A nice chat with Adobe about Dreamweaver

Tom Arah
16 Mar 2009

Following my recent post, I’m Sorry but Dreamweaver is Dying and the ensuing online discussions/abuse, I was summoned for a chat with the headmaster – Devin Fernandez, senior product manager for the web products at Adobe.

Based on my core argument - that the future of web design lies with content management systems (cms) rather than Dreamweaver - I was expecting an uncomfortable time. Thankfully Devin is far too nice for that. More than that he seemed genuinely pleased to have had a debate opened up and a chance to hear what the community is thinking about Dreamweaver and the future of web design...

Naturally Devin hopes and believes that Dreamweaver is going to remain central to future web workflows and was keen to stress that the program is always evolving. As such we chatted about some of the introductions in the latest Dreamweaver CS4 such as the HTML table-based Ajax handling, the new compound file support and advanced CSS navigation.

To my mind, Dreamweaver CS4's HTML table-based Ajax handling is simultaneously over-complicated and underpowered and is a good example of the web 2.0 wall that Dreamweaver is hitting in the static HTML page context. However (as I pointed out in my review) the other two features are certainly significant advances and show Dreamweaver moving forwards from the old model of the simple standalone HTML page to embrace today's more complex compound reality. 

Moreover, as Devin pointed out, these features prove especially useful in the cms context where the compound page is the norm and drilling down to find and edit CSS rules a nightmare. In short Devin made the case that Dreamweaver has a lot to offer cms-based users and doesn't see cms as an either/or alternative but rather as a partner it can work with, just as it does with the Ajax frameworks.

Without making any explicit commitments, Devin also made it clear that Dreamweaver users can expect further developments when it comes to integration with the big three frameworks:- WordPress, Joomla and Drupal. In particular, knowing I'm a Drupal fan, he recommended that I check out the work Chris Charlton is doing with his Dreamweaver Drupal extension that integrates the Drupal API directly into Dreamweaver. 

We also discussed just how important the mission of bringing good design to cms is. I couldn't agree more. Some people seemed to think that I was arguing that we should rip out today's websites and replace them with blogs. That is absolutely not the case. The goal must be to produce truly attractive cms sites that look as if they were hand-crafted in Dreamweaver but with all the web 2.0 functionality - commenting, voting, rss feeds, in-browser content contribution, optimal tag-based navigation, scalability - that static HTML inherently can't deliver.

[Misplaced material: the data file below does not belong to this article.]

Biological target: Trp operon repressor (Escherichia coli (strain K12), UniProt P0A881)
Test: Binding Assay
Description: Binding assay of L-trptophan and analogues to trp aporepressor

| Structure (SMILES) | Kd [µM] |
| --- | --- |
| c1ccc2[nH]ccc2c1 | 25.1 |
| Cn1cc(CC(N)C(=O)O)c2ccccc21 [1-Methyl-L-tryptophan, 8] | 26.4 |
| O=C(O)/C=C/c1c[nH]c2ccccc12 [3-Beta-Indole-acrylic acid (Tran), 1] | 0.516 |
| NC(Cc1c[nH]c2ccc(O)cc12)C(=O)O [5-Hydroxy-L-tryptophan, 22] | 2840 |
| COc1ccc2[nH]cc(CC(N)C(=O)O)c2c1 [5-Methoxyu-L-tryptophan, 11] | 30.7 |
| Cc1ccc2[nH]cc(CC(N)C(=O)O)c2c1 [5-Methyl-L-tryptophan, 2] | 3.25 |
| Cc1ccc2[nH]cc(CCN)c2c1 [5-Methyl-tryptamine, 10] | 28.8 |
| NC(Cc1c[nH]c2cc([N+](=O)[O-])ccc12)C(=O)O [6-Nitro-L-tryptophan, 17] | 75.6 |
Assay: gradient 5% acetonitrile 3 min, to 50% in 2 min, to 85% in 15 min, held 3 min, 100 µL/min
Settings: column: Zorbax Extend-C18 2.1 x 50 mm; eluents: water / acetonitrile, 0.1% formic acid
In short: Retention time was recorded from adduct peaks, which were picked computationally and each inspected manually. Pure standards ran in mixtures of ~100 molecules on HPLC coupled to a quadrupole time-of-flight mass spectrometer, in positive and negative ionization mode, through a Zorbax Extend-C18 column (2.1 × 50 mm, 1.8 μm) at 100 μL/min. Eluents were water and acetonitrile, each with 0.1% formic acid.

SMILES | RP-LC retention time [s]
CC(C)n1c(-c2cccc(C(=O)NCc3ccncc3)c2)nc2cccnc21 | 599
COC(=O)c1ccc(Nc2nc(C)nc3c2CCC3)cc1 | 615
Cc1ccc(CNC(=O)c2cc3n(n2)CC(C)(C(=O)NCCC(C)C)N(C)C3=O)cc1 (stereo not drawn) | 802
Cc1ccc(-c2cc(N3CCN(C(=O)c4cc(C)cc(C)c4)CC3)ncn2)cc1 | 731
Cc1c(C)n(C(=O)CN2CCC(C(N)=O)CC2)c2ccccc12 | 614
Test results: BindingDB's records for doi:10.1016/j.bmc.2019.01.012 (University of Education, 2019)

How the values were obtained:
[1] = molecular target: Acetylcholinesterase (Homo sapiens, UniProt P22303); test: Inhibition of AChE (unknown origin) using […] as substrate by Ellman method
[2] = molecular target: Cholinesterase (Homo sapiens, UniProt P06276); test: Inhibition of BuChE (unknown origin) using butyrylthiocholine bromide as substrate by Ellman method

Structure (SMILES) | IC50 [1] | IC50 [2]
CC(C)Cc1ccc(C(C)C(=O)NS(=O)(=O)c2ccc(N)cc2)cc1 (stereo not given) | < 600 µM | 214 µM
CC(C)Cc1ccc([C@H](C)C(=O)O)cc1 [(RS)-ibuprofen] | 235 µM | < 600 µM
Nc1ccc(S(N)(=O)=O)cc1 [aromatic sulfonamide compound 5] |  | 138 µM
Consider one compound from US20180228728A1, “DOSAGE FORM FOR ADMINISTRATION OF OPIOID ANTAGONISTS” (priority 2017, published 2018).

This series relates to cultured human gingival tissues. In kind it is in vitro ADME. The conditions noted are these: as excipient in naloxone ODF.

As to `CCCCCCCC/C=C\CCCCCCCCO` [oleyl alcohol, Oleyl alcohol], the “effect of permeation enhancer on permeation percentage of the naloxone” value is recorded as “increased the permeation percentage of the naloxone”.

This design mission is crucial but I'm not convinced that Dreamweaver is necessarily central to it. Or even necessary at all for the average user. At the moment the general standard of cms design is beyond dreadful but that's because the design potential of cms hasn't begun to be grasped by its user base which is still primarily made up of developers. 

This is most immediately evident when it comes to theming. The ability to quickly explore hundreds of attractive high quality themes is a massive strength but incredibly most cms users still stick with the unbelievably ugly default theme. This is a travesty. If the average cms user spent just one day exploring the themes available, the design quality of their work would take off and the design reputation of cms with it. Indeed by piggy-backing off the work of leading designers, and so ensuring site-wide consistency and best practice and avoiding unhelpful design excesses, a themed cms site can embarrass many hand-crafted static sites. It might even validate!

Off-the-shelf cms themes will take most sites most of the way to where they want to go. Devin argued that Dreamweaver is the essential tool that cms users need to go the extra distance and get exactly the results they want. I'm sure that Dreamweaver does play this key role for the majority of theme developers and also for most of the module developers creating the cms logic. As many of the comments from developers on my original article pointed out, the cms frameworks that I'm talking about simply wouldn't exist if it wasn't for Dreamweaver.